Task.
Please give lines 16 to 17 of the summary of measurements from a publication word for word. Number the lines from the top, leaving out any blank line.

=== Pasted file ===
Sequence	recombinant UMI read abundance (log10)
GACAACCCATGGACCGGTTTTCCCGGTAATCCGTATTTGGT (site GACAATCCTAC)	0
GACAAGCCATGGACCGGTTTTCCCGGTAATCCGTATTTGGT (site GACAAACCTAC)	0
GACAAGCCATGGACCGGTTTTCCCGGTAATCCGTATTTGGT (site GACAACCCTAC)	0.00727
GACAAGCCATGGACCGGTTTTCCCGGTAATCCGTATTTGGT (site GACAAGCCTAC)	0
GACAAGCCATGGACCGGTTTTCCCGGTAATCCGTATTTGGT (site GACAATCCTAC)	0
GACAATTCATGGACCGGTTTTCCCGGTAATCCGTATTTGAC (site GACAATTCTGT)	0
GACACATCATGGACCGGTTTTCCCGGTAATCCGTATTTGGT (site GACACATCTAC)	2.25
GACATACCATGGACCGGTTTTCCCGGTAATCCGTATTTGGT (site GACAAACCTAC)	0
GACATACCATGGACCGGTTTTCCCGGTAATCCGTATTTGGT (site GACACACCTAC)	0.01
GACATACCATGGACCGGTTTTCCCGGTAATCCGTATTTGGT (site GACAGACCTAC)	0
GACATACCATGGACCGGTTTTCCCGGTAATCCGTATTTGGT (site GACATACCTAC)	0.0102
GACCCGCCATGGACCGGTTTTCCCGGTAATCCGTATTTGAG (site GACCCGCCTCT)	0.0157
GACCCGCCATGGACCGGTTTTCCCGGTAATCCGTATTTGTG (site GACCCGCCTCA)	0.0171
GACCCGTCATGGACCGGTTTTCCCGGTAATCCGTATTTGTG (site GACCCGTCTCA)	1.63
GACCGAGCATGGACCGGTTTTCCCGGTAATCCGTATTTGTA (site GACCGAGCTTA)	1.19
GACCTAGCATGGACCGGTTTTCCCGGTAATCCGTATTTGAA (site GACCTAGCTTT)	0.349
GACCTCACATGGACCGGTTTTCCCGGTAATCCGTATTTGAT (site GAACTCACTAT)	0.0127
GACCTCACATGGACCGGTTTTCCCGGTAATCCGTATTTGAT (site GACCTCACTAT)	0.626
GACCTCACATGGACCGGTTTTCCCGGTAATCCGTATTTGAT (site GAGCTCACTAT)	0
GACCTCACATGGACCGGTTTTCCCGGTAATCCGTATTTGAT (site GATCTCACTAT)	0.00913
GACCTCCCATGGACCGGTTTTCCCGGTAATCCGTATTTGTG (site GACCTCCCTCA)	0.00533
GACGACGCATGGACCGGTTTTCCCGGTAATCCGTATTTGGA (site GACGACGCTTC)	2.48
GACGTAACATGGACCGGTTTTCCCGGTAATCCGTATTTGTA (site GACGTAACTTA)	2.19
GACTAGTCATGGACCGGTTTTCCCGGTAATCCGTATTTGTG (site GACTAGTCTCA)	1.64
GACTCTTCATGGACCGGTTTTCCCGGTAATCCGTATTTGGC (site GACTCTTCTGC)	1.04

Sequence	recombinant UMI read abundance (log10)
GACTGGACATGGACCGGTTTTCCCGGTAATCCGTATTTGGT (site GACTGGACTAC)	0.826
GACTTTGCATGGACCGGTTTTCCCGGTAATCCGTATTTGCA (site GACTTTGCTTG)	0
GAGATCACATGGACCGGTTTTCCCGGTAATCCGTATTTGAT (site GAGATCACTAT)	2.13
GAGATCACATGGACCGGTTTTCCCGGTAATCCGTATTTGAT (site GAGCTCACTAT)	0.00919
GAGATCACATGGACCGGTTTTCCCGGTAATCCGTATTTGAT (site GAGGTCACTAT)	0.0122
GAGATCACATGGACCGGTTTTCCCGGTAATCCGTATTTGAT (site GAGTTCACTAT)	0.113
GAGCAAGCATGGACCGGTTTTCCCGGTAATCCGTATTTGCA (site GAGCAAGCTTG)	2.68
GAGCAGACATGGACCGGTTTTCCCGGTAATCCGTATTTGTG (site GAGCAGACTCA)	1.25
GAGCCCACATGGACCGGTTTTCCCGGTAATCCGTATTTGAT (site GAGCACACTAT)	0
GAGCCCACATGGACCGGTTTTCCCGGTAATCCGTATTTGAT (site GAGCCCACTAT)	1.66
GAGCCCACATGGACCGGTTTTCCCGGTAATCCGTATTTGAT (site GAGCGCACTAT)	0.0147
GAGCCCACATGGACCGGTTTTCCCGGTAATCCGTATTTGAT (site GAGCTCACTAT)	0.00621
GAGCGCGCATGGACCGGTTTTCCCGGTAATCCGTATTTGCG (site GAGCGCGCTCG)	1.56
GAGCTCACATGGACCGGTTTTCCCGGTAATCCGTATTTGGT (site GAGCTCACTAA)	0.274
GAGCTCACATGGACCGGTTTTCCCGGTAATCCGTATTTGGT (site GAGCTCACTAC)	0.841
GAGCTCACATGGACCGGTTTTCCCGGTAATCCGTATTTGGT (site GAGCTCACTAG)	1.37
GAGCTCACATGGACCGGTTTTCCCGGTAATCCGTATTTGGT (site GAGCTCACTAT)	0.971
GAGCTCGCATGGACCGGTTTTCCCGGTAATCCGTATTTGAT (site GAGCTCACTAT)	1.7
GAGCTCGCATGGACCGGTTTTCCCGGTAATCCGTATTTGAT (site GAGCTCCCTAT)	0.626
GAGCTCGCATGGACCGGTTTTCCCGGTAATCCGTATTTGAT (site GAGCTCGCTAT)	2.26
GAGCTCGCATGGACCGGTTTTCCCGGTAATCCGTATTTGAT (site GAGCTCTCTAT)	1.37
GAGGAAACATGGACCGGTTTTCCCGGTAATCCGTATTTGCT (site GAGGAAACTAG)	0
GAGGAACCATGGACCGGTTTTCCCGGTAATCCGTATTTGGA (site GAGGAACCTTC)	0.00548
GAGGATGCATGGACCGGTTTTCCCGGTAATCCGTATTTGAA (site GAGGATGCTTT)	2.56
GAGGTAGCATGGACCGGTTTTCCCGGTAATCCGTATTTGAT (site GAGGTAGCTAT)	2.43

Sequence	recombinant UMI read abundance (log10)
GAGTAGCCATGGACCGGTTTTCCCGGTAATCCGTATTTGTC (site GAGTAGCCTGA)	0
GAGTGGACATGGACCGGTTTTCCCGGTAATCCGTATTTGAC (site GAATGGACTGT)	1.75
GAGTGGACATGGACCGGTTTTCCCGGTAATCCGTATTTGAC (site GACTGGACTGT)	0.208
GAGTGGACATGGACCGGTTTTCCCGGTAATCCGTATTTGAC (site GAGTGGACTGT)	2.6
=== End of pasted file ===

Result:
GACCGAGCATGGACCGGTTTTCCCGGTAATCCGTATTTGTA (site GACCGAGCTTA)	1.19
GACCTAGCATGGACCGGTTTTCCCGGTAATCCGTATTTGAA (site GACCTAGCTTT)	0.349